Child porn goes uninvestigated amid cash crisis

Report warns hundreds of children will be at mercy of paedophiles if the Child Exploitation and Online Protection Centre continues to be mismanaged
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The Independent Online

Thousands of cases of children portrayed in pornographic pictures and at risk of abuse are not being investigated properly because of a cash crisis and ministerial "prevarication", according to confidential documents seen by The Independent on Sunday.

Britain's Child Exploitation and Online Protection (Ceop) Centre, hailed as one of the leading child protection agencies in the world, is mired in a financial and bureaucratic crisis, prompting concern that children across the UK are being left at risk.

Nearly 350 children have been saved from abuse since the centre was launched in 2006 and it is credited with breaking up or disrupting 166 paedophile networks, 82 of them in the past 12 months.

Despite its growing success, a £1.1m budget shortfall meant the 12-strong squad, which tracks the UK's most dangerous paedophiles, was at risk of disbandment. This was caused by the end of three-year funding pledges from Visa and the NSPCC. Its immediate future was secured after the Home Office agreed to contribute an extra £500,000 11 days ago, but question-marks remain over its long-term fate. The organisation, officers say, is "swamped" by work.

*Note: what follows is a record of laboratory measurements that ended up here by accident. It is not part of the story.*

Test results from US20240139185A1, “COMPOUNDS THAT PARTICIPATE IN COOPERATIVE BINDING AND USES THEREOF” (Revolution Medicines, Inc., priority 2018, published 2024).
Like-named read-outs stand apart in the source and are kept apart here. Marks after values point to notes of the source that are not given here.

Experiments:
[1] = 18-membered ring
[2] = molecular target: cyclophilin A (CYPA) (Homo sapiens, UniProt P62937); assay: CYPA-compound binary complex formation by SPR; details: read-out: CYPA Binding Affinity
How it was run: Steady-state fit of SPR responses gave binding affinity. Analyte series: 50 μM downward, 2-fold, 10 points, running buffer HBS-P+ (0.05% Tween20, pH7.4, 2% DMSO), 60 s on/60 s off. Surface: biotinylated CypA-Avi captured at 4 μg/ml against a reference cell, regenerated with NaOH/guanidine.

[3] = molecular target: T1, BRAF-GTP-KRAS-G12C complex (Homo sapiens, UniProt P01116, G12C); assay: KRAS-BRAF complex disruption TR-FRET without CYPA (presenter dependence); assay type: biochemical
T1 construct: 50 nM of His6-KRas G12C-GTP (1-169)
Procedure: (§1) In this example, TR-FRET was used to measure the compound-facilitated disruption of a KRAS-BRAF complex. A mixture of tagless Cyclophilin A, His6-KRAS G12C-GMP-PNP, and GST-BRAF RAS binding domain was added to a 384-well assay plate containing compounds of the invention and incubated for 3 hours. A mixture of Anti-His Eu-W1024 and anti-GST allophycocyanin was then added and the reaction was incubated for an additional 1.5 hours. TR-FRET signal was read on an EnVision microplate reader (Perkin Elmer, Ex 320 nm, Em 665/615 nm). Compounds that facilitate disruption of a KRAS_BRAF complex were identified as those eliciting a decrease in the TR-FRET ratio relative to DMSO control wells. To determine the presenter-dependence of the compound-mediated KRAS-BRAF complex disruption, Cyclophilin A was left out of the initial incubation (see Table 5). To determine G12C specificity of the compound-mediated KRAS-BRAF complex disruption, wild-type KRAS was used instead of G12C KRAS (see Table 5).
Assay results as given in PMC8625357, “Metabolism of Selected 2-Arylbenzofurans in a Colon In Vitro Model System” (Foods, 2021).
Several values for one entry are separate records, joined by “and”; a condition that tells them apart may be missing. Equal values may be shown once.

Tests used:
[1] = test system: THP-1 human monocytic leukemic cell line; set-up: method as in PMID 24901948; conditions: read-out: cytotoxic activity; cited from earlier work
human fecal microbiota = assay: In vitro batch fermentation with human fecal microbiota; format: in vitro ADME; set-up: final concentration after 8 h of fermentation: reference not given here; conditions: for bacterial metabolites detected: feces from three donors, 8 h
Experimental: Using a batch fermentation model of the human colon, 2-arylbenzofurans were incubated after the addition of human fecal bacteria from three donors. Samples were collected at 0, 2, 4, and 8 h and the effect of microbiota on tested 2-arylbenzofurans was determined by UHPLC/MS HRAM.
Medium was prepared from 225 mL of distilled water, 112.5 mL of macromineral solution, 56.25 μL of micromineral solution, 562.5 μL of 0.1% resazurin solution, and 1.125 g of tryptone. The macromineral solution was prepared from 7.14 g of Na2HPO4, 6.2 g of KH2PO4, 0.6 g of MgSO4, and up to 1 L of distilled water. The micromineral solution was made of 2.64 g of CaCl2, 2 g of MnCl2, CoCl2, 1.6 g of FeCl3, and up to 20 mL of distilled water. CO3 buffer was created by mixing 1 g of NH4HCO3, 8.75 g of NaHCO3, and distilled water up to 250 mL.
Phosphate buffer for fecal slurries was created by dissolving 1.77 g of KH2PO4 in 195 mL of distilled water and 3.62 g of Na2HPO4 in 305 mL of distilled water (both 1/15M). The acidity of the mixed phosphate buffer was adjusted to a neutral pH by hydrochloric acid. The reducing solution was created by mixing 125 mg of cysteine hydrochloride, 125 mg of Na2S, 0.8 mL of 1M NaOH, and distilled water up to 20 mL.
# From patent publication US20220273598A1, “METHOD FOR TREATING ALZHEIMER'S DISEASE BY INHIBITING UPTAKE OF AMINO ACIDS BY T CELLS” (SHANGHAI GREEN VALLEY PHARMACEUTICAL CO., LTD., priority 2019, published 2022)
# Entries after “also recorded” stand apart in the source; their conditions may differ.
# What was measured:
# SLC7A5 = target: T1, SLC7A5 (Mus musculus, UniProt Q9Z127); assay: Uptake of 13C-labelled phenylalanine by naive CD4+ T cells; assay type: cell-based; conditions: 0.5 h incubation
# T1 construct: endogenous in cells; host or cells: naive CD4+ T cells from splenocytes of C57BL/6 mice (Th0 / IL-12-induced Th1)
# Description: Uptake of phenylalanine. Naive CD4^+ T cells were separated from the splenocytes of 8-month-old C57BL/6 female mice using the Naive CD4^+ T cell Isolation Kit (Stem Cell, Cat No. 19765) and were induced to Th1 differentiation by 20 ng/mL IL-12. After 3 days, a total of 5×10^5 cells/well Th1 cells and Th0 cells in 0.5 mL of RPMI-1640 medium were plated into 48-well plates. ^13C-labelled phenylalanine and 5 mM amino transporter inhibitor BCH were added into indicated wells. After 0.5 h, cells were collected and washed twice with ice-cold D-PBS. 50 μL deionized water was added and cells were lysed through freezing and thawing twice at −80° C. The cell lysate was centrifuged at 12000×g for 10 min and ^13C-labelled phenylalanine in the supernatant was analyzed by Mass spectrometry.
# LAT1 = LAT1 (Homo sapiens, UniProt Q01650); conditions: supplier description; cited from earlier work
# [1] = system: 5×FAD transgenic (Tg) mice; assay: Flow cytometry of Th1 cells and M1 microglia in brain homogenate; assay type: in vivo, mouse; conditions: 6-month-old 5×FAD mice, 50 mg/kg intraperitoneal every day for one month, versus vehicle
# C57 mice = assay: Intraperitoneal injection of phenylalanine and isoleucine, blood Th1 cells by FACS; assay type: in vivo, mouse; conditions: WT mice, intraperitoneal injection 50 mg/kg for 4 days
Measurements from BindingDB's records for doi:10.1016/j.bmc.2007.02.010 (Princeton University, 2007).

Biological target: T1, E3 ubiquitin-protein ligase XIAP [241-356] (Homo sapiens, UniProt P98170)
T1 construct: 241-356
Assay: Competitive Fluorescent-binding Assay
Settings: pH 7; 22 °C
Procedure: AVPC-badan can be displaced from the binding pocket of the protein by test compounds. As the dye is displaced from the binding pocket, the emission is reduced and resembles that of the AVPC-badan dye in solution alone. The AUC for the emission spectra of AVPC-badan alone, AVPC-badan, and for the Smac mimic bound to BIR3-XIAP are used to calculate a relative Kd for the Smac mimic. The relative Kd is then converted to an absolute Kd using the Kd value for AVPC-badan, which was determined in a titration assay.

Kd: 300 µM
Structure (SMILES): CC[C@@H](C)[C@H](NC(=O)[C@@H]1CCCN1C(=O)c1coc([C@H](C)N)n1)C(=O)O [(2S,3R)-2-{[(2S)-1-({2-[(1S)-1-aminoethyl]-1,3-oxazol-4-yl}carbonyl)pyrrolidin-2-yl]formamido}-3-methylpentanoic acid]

Janet Paraskeva, chair of Ceop's board, admitted in its annual review earlier this month that "resources are stretched and yet the demand for our work continues to grow. We will need to consider imaginative means to address this."

However, Ceop is also at the centre of an increasingly heated fight over its future. Critics claim that unless funding is dramatically increased and control of the centre is removed from the Serious Organised Crime Agency (Soca), hundreds of children will be at risk of serious sexual abuse.

A confidential report by a former Ceop advisory board member warns that governance arrangements for both Soca and Ceop are "hopelessly inadequate", "naive" and "unworkable". As a result, Ceop is in "no-man's land in terms of management and governance, which at best squanders opportunities to develop and at worst is downright dangerous". The report, seen by the IoS, was written by Wrexham councillor Malcolm King, an influential former member of the Association of Police Authorities.

Mr King warns that children are at risk of abuse because neither Ceop, nor police forces around the country, can cope with the flood of evidence of child abuse from the internet. The report says there has been an "alarming increase", both by volume and by seriousness. "Whereas police forces might, some years ago, have seized several thousand images and films in a year, they now seize millions. Disturbingly, the most serious – categorised as level five – have shown the largest increase."